The efficacy of carotid tubercle as an anatomical landmark for identification of cervical spinal level in the anterior cervical surgery: Comparison with preoperative C-arm fluoroscopy

Jae Hyup Lee, Ji Ho Lee, Hyeong Seok Lee, Do Yoon Lee, Dong Oh Lee

Research output: Contribution to journalArticle

5 Scopus citations

Abstract

Background: In cervical anterior approach, transverse skin incision is preferred due to cosmetic reasons. Precise skin incision is required to reach the surgery segment while minimizing soft tissue injury. Skin incision site is frequently identified using C-arm fluoroscopy or the carotid tubercle. Accordingly, this study was conducted to investigate the efficacy of skin incision using the carotid tubercle as a marker. Methods: This study was retrospectively conducted on 114 patients who underwent anterior cervical surgery by the same surgeon from April 2004 to June 2012. The rate of the appropriate insertion of K-wire, which was inserted into the disc after anterior approach, into the surgery segment was compared between 62 patients where skin incision site was identified using C-arm fluoroscopy before skin incision and 52 patients where skin incision site was identified using carotid tubercle palpitation before surgery. Results: The needle was shown to have been inserted into the planned site in 106 patients out of the total 114 patients. The appropriate insertion of the needle was shown in 59 patients of group I (95.2%) and in 47 patients of group II (90.4%). Although the success rate was higher in group I than group II, it was statistically insignificant. The success rate of one-segment surgery was shown to be 89.7% in group I and 82.6% in group II. Although the success rate was higher in group I than group II, it was statistically insignificant. The success rate of two-segment surgery was shown to be 100% in group I, and 96.4% in group II due to one case of the failure at C3-4 and C5-6. The success rate of three-and four-segment surgeries was shown to be 100% in both groups. Conclusions: The identification of skin incision site via carotid tubercle palpation was useful for surgeries involving two or more segments. Furthermore, it could be useful for one-segment surgery if surgical site is identified using vertebral body or soft tissues such as longus collis rather than insertion into the disc.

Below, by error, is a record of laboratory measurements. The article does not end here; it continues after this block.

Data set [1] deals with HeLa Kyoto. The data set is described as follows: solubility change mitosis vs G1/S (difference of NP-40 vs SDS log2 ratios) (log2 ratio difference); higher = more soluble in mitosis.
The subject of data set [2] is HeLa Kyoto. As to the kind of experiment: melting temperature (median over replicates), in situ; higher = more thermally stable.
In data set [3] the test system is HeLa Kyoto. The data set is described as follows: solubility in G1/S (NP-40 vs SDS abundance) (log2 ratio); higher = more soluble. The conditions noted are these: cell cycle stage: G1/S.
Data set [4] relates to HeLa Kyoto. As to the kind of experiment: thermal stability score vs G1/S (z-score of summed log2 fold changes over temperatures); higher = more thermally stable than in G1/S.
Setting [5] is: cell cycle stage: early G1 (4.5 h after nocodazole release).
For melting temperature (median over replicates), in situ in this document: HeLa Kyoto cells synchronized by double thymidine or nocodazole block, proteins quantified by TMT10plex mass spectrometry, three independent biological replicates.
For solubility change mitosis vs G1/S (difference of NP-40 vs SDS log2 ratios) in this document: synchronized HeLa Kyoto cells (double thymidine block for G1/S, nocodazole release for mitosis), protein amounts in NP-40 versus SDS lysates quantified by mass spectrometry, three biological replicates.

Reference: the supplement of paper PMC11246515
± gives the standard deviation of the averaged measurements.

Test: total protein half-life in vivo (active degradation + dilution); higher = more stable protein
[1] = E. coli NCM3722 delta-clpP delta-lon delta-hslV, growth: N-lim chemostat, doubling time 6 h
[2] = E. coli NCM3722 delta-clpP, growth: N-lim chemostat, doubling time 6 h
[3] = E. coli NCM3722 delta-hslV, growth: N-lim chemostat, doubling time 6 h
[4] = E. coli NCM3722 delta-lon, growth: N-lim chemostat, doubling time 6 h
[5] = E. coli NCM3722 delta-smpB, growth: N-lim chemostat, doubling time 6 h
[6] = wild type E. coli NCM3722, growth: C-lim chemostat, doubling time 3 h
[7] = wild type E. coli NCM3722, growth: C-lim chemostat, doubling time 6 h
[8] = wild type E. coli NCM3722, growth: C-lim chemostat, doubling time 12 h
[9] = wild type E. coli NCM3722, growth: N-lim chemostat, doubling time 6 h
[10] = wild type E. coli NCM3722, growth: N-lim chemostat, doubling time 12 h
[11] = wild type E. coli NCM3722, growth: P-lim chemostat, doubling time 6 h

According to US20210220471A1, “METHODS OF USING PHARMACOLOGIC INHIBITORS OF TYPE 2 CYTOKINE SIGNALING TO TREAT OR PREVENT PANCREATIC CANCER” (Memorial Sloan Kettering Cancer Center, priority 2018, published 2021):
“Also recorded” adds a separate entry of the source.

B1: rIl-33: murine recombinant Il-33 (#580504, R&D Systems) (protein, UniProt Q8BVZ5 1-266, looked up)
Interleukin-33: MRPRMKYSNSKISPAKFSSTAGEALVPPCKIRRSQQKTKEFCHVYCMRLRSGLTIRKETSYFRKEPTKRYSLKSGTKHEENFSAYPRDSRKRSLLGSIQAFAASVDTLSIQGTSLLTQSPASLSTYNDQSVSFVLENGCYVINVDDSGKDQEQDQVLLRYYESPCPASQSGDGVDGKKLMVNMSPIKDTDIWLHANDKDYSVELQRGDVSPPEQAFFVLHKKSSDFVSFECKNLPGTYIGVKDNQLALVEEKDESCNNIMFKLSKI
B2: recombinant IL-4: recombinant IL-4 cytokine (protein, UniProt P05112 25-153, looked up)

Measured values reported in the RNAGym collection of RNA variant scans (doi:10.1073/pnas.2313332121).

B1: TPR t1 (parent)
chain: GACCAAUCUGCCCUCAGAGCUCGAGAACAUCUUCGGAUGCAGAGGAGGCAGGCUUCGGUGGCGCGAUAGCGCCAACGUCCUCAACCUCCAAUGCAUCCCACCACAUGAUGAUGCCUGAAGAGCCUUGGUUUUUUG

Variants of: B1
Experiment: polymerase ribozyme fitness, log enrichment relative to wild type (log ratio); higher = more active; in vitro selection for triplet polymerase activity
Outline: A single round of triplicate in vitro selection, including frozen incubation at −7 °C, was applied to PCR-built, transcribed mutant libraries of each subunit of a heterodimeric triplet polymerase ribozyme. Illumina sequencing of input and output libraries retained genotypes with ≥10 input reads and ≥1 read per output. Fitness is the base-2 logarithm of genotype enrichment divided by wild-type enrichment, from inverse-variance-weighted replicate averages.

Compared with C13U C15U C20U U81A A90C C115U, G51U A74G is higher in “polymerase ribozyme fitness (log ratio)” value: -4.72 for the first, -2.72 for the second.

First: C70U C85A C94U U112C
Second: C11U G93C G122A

Original languageEnglish
Pages (from-to)129-133
Number of pages5
JournalClinics in Orthopedic Surgery
Volume5
Issue number2
DOIs
StatePublished - 2013 Jun 1

Keywords

  • Anatomical landmark
  • Anterior cervical surgery
  • Carotid tubercle
  • Skin incision

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